DIY Tiled Backsplash

DIY Tiled Backsplash

Learn how to install a decorative tiled backsplash in your kitchen.


5 col

Give your kitchen an upgraded look with the addition of a simple, decorative tile backsplash.

Materials
Tile setting mat
Pre-mixed, non-sanded grout
Grout float
Sponge
Scissors (or a utility knife)
Tile snips
Putty
Putty knife
Damp rag

Instructions 

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  1. Patch the walls as needed by applying putty to holes and wiping away the excess putty with a putty knife and a damp rag
  2. Wipe down the walls with a damp rag to clean away dirt, dust or grime. Let the walls fully dry before continuing. Make sure to remove all the excess dust to ensure that the tile mat will have a secure bond
  3. Take a tile setting mat, which is sticky on both sides, and peel back just one side of the contact paper to reveal the adhesive. Apply the adhesive side of the tile mat directly to the wall. Make sure to line up the tile mat flush with the top of the counter. Continue applying the tiling mats around, covering the entire area of your back splash. This mat will act as the mortar base between the tile and the wall, holding the tiles in place.
  4. If and when you reach an electrical outlet, measure the distance between the last tile mat and the outlet. Transfer the measurements, and cut a recess out of the adhesive mat to fit around the outlet. Repeat this step for each outlet/switch you have to work around
  5. Once the entire back splash area is covered in tile matting, peel the clear backing off each mat to reveal the adhesive. Take your first sheet of tile and line it up with the top of the counter and adjacent cabinet. (Once you put the tile down, you cannot move it or adjust it. Make sure the tile is lined up level with the counter so it runs level along the entire back splash.) Press the tile sheet into the tile matting
  6. Take a second sheet of tiles and line it up so the tile pieces lineup square with the first sheet you put down. Work your way horizontally (from left to right, or right to left) across the countertop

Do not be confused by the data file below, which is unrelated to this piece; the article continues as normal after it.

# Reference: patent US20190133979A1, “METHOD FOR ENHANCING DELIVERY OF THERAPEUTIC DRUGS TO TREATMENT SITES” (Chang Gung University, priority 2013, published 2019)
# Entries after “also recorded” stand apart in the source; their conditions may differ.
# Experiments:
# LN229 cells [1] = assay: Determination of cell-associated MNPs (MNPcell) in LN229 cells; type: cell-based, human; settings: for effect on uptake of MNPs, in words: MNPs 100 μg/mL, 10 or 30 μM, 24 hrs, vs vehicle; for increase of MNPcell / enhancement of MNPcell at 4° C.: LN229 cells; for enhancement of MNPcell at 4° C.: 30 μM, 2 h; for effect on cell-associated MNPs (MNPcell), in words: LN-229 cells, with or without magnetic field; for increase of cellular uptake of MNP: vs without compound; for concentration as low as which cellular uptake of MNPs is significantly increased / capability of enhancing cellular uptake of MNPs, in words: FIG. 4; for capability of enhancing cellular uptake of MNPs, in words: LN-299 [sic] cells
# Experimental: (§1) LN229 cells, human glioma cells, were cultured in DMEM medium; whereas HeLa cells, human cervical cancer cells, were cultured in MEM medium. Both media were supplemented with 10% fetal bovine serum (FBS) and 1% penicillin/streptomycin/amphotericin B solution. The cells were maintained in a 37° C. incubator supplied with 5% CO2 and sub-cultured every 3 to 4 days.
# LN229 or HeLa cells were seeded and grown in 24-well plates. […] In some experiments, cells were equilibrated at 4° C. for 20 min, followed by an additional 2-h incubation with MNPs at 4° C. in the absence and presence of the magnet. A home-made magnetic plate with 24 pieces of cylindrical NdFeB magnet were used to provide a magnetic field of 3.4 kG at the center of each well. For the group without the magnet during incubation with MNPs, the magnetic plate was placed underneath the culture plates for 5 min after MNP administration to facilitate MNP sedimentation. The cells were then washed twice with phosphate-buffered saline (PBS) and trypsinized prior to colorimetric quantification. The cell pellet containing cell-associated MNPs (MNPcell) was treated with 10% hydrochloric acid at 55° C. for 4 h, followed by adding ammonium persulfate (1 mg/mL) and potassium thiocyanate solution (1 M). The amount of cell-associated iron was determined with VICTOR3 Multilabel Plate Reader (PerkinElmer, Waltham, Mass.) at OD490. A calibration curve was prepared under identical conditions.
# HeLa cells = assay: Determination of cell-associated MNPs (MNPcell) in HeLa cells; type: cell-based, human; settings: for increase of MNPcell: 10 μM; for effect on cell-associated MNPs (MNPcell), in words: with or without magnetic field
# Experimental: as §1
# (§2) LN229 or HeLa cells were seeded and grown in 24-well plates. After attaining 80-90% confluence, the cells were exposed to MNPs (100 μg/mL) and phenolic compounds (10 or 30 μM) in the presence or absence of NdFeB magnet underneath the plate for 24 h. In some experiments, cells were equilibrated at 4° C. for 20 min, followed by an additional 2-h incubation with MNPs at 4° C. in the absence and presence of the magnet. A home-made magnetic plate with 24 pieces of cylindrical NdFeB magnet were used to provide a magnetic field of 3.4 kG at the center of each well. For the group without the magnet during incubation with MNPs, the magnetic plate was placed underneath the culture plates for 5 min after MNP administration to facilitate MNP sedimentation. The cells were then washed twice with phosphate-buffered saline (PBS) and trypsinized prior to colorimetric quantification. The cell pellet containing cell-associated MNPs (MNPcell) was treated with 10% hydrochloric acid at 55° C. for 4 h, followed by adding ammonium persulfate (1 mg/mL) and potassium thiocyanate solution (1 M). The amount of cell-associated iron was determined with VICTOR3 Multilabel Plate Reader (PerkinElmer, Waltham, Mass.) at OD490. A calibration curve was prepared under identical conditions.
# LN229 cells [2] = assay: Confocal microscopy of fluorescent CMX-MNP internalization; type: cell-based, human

7. When you come across an outlet or windowsill, use your tape measure to measure the distance between the edge of the outlet and the end of the previous tile sheet. Hold up your next tile sheet, dry-fitting it in place. Mark on each tile where you need to trim or break. Remove the tile from the sheet by cutting the mesh backing that holds each tile in place with a utility knife
  8. Take tile snips and line a tile up so the snips break the tile on your mark. Snip off the end you don’t need

Tip: If you need to cut the tile only a short amount, move the snips further in on the tile. This is because the snips will actually shatter the end of the tile if there isn’t enough of a piece to break off. It leaves a jagged edge rather than a smooth line. 

  1. Reposition the tile sheet in place against the tile mat backing. Press each tile piece into the tile mat as were originally laid out
  2. Continue applying sheets to the tile matting, and cut individual tiles to fit as needed
  3. Use a clean putty knife to scoop small amounts of the premixed grout on to the tile. Use a grout float to push the grout around the backsplash, working it into the spaces so there are no holes or air pockets between the tiles
  4. When all the crevices and cracks are filled with grout, run a sponge over the tile surface to clean off the excess grout. Do not push down or pull hard on the tiles as you may accidently shift the tiles in place
  5. Leave the backsplash alone, allowing the grout 24 hours to dry and set

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